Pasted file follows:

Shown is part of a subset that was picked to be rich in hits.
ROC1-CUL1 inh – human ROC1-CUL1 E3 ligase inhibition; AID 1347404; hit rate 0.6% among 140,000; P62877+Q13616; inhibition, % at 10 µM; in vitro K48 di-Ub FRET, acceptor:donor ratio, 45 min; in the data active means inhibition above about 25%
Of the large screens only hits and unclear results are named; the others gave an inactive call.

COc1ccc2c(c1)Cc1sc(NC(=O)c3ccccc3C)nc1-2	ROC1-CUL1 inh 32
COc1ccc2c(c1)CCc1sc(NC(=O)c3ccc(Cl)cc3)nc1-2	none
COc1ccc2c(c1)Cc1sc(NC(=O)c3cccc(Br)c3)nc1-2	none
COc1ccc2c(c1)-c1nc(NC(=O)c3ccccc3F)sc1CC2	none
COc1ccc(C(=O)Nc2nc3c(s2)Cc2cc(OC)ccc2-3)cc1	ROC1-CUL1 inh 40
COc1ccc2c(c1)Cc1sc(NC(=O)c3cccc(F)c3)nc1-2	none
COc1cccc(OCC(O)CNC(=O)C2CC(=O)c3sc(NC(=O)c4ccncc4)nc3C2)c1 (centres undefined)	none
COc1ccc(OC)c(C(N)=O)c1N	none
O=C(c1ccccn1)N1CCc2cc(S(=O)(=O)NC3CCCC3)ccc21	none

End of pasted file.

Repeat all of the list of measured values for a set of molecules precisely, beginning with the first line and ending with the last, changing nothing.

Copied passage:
Shown is part of a subset that was picked to be rich in hits.
ROC1-CUL1 inh – human ROC1-CUL1 E3 ligase inhibition; AID 1347404; hit rate 0.6% among 140,000; P62877+Q13616; inhibition, % at 10 µM; in vitro K48 di-Ub FRET, acceptor:donor ratio, 45 min; in the data active means inhibition above about 25%
Of the large screens only hits and unclear results are named; the others gave an inactive call.

COc1ccc2c(c1)Cc1sc(NC(=O)c3ccccc3C)nc1-2	ROC1-CUL1 inh 32
COc1ccc2c(c1)CCc1sc(NC(=O)c3ccc(Cl)cc3)nc1-2	none
COc1ccc2c(c1)Cc1sc(NC(=O)c3cccc(Br)c3)nc1-2	none
COc1ccc2c(c1)-c1nc(NC(=O)c3ccccc3F)sc1CC2	none
COc1ccc(C(=O)Nc2nc3c(s2)Cc2cc(OC)ccc2-3)cc1	ROC1-CUL1 inh 40
COc1ccc2c(c1)Cc1sc(NC(=O)c3cccc(F)c3)nc1-2	none
COc1cccc(OCC(O)CNC(=O)C2CC(=O)c3sc(NC(=O)c4ccncc4)nc3C2)c1 (centres undefined)	none
COc1ccc(OC)c(C(N)=O)c1N	none
O=C(c1ccccn1)N1CCc2cc(S(=O)(=O)NC3CCCC3)ccc21	none